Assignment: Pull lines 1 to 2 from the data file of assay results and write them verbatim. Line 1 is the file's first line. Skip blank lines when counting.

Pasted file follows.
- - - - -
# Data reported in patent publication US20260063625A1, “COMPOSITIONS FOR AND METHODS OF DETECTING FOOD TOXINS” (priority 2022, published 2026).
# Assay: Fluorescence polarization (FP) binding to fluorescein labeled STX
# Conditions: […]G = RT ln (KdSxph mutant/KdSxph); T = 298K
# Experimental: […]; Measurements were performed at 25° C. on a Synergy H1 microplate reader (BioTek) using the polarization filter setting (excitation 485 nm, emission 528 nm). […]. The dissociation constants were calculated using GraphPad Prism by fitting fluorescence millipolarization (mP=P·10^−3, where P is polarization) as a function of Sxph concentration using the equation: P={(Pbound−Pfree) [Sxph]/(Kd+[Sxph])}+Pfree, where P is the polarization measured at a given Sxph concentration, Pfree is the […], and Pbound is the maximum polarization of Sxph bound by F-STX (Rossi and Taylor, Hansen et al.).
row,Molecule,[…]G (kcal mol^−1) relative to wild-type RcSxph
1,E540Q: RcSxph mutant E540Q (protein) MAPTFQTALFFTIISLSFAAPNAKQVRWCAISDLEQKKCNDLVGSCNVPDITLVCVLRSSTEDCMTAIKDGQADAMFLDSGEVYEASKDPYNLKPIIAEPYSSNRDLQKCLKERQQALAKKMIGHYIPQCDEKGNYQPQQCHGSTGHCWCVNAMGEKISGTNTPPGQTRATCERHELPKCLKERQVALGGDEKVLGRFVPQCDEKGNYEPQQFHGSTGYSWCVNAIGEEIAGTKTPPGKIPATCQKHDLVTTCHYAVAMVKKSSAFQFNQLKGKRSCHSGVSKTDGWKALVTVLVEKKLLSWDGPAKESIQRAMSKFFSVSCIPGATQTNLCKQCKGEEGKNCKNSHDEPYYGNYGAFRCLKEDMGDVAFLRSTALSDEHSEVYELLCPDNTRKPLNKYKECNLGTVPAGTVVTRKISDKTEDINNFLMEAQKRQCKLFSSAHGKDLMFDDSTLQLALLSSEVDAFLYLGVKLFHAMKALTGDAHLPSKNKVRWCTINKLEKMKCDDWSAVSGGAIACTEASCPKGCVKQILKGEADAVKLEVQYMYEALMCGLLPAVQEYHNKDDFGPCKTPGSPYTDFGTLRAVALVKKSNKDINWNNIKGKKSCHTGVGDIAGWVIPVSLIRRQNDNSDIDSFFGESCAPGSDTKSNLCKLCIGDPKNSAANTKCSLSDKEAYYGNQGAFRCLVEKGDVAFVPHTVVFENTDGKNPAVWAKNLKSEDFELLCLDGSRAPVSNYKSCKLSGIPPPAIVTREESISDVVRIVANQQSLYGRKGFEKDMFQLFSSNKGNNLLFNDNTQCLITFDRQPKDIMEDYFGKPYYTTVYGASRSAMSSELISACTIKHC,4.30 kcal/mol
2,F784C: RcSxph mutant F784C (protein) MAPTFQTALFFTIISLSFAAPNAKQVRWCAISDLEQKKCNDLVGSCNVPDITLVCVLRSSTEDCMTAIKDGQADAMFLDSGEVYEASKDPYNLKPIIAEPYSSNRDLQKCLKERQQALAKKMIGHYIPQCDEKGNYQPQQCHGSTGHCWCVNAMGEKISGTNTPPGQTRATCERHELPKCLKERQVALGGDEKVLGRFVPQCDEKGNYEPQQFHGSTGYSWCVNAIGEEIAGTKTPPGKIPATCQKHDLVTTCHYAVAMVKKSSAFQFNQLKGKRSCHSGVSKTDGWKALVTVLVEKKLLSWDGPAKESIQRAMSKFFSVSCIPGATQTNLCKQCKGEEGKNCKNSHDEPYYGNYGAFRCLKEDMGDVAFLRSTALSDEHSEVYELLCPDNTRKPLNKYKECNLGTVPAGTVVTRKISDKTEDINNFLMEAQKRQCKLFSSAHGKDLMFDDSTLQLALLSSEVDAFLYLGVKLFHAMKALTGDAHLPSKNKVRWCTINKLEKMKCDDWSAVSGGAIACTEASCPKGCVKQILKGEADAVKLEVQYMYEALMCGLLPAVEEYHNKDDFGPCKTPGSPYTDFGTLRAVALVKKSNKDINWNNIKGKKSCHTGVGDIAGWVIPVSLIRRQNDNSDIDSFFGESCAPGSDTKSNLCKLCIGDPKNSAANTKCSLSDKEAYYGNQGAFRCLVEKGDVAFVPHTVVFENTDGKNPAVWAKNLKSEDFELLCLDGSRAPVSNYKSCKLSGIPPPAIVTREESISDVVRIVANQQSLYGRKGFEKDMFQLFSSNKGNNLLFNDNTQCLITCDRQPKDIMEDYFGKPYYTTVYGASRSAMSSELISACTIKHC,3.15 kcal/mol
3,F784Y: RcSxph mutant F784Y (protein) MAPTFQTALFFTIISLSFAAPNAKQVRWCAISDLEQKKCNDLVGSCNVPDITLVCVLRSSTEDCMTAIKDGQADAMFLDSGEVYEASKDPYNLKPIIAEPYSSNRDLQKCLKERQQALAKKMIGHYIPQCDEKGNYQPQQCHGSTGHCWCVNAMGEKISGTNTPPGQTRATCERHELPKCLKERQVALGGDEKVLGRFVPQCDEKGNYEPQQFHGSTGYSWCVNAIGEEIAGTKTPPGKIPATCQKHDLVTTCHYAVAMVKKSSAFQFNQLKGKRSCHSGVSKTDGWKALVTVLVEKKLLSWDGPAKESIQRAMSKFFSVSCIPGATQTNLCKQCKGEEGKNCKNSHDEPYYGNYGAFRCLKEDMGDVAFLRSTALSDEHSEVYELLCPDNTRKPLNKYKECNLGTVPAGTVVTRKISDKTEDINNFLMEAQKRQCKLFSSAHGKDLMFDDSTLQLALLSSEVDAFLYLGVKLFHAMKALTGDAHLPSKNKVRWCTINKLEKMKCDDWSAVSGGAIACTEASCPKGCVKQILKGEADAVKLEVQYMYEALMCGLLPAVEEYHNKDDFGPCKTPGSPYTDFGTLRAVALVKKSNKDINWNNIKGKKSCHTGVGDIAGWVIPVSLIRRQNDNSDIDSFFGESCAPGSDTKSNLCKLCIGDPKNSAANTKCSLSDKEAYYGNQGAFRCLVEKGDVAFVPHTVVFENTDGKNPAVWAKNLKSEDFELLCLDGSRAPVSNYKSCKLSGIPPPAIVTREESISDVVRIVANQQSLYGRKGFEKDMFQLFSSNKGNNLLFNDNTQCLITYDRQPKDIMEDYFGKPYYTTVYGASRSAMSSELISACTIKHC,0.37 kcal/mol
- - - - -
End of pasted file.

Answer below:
# Data reported in patent publication US20260063625A1, “COMPOSITIONS FOR AND METHODS OF DETECTING FOOD TOXINS” (priority 2022, published 2026).
# Assay: Fluorescence polarization (FP) binding to fluorescein labeled STX